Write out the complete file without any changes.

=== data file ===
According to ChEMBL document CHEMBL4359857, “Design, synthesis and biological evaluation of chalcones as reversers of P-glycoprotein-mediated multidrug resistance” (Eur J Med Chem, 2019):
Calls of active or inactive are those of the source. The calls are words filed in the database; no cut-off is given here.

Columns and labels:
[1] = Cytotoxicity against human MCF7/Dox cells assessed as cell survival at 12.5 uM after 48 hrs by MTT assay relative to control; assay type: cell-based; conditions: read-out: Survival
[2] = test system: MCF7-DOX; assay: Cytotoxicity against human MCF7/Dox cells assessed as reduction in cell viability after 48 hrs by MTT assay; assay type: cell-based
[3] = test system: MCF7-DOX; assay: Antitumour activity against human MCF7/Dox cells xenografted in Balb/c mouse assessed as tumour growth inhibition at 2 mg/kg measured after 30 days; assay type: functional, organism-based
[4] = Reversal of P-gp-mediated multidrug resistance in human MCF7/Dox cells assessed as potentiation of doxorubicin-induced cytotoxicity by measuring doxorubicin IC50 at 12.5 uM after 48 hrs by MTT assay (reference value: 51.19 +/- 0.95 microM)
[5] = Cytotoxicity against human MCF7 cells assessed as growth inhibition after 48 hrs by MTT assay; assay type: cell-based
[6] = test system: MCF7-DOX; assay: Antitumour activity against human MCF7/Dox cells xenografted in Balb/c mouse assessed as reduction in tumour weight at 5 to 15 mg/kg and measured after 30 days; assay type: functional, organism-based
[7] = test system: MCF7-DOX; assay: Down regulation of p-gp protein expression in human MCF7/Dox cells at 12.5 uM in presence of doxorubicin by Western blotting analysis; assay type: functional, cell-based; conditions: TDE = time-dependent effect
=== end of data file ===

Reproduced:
According to ChEMBL document CHEMBL4359857, “Design, synthesis and biological evaluation of chalcones as reversers of P-glycoprotein-mediated multidrug resistance” (Eur J Med Chem, 2019):
Calls of active or inactive are those of the source. The calls are words filed in the database; no cut-off is given here.

Columns and labels:
[1] = Cytotoxicity against human MCF7/Dox cells assessed as cell survival at 12.5 uM after 48 hrs by MTT assay relative to control; assay type: cell-based; conditions: read-out: Survival
[2] = test system: MCF7-DOX; assay: Cytotoxicity against human MCF7/Dox cells assessed as reduction in cell viability after 48 hrs by MTT assay; assay type: cell-based
[3] = test system: MCF7-DOX; assay: Antitumour activity against human MCF7/Dox cells xenografted in Balb/c mouse assessed as tumour growth inhibition at 2 mg/kg measured after 30 days; assay type: functional, organism-based
[4] = Reversal of P-gp-mediated multidrug resistance in human MCF7/Dox cells assessed as potentiation of doxorubicin-induced cytotoxicity by measuring doxorubicin IC50 at 12.5 uM after 48 hrs by MTT assay (reference value: 51.19 +/- 0.95 microM)
[5] = Cytotoxicity against human MCF7 cells assessed as growth inhibition after 48 hrs by MTT assay; assay type: cell-based
[6] = test system: MCF7-DOX; assay: Antitumour activity against human MCF7/Dox cells xenografted in Balb/c mouse assessed as reduction in tumour weight at 5 to 15 mg/kg and measured after 30 days; assay type: functional, organism-based
[7] = test system: MCF7-DOX; assay: Down regulation of p-gp protein expression in human MCF7/Dox cells at 12.5 uM in presence of doxorubicin by Western blotting analysis; assay type: functional, cell-based; conditions: TDE = time-dependent effect